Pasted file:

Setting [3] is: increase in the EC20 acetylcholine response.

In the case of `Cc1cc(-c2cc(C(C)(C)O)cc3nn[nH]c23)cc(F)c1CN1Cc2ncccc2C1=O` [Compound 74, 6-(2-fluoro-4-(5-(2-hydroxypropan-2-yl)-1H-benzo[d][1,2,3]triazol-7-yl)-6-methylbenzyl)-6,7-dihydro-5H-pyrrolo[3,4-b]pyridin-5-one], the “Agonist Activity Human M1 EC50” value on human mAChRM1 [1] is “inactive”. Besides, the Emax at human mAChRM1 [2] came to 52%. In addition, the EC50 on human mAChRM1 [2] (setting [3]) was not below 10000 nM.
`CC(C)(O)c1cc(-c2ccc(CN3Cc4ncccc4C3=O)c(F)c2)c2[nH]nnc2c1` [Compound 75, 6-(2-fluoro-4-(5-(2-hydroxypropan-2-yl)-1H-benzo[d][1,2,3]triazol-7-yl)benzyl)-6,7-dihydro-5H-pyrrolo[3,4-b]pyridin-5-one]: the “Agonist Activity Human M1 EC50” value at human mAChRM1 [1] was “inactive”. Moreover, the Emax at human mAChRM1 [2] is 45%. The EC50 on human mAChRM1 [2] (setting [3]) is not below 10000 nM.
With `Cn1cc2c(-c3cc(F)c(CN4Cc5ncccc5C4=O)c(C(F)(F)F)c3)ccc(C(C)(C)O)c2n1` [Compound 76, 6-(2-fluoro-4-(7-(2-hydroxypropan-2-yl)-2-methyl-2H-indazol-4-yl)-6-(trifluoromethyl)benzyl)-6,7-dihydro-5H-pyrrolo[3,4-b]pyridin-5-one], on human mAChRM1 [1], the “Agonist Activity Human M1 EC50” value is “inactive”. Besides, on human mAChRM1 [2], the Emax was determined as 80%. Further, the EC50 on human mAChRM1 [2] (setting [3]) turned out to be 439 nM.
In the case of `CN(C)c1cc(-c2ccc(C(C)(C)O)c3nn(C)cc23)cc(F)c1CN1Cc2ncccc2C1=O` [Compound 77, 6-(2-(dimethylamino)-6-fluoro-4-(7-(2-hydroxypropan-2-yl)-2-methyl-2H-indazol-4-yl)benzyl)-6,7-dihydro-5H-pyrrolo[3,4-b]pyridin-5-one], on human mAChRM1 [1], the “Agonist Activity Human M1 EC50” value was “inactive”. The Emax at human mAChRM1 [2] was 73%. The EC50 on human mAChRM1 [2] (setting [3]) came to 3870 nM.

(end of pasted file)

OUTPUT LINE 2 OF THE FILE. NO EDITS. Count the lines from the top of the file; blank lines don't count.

In the case of `Cc1cc(-c2cc(C(C)(C)O)cc3nn[nH]c23)cc(F)c1CN1Cc2ncccc2C1=O` [Compound 74, 6-(2-fluoro-4-(5-(2-hydroxypropan-2-yl)-1H-benzo[d][1,2,3]triazol-7-yl)-6-methylbenzyl)-6,7-dihydro-5H-pyrrolo[3,4-b]pyridin-5-one], the “Agonist Activity Human M1 EC50” value on human mAChRM1 [1] is “inactive”. Besides, the Emax at human mAChRM1 [2] came to 52%. In addition, the EC50 on human mAChRM1 [2] (setting [3]) was not below 10000 nM.